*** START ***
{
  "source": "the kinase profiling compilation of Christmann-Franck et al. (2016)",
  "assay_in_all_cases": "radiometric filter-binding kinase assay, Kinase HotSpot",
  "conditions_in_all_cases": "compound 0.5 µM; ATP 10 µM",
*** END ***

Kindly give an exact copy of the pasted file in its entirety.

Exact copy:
{
  "source": "the kinase profiling compilation of Christmann-Franck et al. (2016)",
  "assay_in_all_cases": "radiometric filter-binding kinase assay, Kinase HotSpot",
  "conditions_in_all_cases": "compound 0.5 µM; ATP 10 µM",